The LA-based owner of two music stations on the Central Coast has decided to unload them. But classical music fans there have nothing to fear. San Francisco classical music station KDFC is scooping them up.
Public radio's KDFC and its corporate parent, USC Radio Group, broadcast classical music from Ukiah all the way down to Orange County. KDFC president Bill Lueth says they weren’t shopping for new stations. But Leuth says Saul Levine, the owner of Mt. Wilson Wilson Broadcasters, which broadcasts on 103.9 in Monterey and 95.9 in Big Sur, wanted to give first dibs to people who’d stick with the classical format. "He was nice enough to reach out to us to say 'Hey, I’m gonna put this up for sale,'" Leuth says. "'Would you guys like it?'”
Brenda Barnes, president of USC Radio Group, wrote in the press release: "We are grateful that Saul Levine came to us first in order to ensure these important communities had a strong classical music service."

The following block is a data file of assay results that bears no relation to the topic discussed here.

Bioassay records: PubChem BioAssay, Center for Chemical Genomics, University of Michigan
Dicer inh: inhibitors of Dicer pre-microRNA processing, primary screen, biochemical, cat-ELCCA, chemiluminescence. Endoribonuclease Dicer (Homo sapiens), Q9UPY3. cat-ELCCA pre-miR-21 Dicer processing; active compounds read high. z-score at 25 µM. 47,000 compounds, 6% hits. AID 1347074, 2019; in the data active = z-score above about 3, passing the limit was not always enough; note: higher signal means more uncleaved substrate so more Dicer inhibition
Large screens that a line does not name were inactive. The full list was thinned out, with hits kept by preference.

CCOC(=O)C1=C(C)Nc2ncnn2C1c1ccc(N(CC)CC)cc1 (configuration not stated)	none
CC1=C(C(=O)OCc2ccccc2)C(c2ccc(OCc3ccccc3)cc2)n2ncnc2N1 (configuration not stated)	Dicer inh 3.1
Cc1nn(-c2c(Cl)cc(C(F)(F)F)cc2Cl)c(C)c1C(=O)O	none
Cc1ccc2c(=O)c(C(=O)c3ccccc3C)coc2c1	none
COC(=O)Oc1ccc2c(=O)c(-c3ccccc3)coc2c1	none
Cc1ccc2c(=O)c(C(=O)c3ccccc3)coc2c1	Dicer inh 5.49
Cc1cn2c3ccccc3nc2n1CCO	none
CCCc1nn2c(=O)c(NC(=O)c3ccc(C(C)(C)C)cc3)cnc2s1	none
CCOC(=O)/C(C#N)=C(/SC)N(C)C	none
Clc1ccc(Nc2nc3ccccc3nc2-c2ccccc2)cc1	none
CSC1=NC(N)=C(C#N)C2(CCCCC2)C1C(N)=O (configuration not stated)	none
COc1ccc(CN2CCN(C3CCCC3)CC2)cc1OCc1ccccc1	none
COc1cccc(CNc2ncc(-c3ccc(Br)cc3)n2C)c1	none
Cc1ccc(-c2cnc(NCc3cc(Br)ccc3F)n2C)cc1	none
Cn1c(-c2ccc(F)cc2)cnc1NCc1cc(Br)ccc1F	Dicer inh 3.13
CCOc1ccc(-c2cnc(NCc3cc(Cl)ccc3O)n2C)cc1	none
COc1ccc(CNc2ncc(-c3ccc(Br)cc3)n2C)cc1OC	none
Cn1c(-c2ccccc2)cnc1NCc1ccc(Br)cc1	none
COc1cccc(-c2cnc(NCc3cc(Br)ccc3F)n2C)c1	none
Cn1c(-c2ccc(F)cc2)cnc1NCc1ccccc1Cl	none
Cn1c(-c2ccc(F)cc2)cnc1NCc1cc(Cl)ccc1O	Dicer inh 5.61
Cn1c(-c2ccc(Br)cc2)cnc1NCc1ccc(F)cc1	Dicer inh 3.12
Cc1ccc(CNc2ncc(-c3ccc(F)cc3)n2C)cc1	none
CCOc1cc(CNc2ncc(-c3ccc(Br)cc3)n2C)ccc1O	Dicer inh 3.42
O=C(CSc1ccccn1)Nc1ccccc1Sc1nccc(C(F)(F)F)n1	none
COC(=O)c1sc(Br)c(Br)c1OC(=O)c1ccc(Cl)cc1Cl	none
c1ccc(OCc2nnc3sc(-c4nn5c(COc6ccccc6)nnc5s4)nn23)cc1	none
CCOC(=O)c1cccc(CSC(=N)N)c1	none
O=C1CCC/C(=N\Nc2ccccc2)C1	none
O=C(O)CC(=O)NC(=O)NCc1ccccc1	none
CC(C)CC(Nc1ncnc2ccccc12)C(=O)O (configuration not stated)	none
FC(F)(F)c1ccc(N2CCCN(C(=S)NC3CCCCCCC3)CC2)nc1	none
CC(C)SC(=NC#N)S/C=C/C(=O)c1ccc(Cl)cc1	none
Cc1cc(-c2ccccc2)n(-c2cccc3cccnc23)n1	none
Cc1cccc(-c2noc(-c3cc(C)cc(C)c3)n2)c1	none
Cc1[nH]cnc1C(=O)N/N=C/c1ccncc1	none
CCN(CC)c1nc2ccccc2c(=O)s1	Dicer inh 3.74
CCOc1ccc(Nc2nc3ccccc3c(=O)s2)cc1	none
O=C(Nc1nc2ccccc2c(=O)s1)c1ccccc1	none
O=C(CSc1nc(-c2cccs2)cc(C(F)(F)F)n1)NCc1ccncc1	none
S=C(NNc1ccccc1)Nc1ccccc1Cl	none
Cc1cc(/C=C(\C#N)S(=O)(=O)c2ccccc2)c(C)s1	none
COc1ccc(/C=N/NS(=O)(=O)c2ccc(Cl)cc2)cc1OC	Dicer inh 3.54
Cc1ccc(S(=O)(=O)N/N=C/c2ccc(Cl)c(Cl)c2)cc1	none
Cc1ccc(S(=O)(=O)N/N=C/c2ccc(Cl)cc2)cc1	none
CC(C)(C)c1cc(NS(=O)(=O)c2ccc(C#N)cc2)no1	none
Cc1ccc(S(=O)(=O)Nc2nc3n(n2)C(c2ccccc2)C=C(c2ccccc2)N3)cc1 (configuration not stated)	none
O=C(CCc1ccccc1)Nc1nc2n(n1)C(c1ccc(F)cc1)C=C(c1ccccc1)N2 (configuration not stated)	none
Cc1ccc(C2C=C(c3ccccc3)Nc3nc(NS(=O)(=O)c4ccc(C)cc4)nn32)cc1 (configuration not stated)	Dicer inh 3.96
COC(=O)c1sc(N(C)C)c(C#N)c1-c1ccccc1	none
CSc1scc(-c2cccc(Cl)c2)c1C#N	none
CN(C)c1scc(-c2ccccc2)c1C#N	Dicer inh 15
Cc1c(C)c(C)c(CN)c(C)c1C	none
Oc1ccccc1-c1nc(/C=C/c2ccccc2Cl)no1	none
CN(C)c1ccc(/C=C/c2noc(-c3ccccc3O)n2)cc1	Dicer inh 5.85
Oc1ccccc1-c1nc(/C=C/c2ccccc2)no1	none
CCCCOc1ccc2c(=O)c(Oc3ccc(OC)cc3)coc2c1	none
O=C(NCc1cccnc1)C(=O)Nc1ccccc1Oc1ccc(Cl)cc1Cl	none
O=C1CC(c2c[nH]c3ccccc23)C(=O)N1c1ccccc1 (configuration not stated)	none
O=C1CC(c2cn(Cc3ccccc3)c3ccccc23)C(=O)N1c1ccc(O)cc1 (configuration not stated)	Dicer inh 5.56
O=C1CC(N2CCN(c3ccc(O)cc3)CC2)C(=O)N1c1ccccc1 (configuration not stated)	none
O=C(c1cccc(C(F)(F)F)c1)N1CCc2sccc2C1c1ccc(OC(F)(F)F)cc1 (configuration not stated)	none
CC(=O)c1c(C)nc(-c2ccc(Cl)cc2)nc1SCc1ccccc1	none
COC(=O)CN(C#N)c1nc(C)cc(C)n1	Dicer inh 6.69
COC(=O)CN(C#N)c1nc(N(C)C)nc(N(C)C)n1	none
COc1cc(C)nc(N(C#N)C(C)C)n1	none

Leuth says the aging audience for classical music makes it a hard sell to advertisers. But a non-profit can do just fine with listeners 45 and older. The Los Angeles-based station KUSC, for instance, is the most popular classical music station in the country. And KDFC, one of very few stations that offers classical music in the Bay Area, is in the top five.
There's plenty of those on the central California coast. "There’s the Monterey Symphony, the Santa Cruz Symphony, the Carmel Bach Festival and the Cabrillo Festival" Leuth says. "We can help shine a light for those groups that do so much good work."
If the Federal Communications Commission agrees, possibly by summer’s end, the call letters will change, and KDFC will pipe a repeater signal south. It’s not local radio, but it’s more local than the automated programming from LA listeners there get now.